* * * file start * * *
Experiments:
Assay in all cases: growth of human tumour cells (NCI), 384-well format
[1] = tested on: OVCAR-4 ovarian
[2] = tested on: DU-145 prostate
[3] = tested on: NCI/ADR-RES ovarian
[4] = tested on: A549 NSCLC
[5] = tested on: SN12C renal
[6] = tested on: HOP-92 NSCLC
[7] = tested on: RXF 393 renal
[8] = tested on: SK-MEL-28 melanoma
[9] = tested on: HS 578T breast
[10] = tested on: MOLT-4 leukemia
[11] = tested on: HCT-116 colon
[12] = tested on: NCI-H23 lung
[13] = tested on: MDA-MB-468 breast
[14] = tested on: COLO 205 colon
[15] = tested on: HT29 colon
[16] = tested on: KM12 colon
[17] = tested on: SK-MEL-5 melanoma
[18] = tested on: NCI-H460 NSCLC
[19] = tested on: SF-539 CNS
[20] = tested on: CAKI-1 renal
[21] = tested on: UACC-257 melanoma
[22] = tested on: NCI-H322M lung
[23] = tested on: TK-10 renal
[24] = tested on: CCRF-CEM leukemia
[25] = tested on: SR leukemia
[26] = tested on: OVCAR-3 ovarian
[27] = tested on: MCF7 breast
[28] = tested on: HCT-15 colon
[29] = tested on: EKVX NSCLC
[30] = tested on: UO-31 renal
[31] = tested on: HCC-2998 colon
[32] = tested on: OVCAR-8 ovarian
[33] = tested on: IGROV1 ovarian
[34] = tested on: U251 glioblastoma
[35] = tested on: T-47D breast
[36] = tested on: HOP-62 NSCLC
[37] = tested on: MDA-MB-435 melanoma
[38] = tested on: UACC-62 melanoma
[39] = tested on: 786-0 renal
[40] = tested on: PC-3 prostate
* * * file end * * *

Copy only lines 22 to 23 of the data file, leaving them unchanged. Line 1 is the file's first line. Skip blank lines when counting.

[20] = tested on: CAKI-1 renal
[21] = tested on: UACC-257 melanoma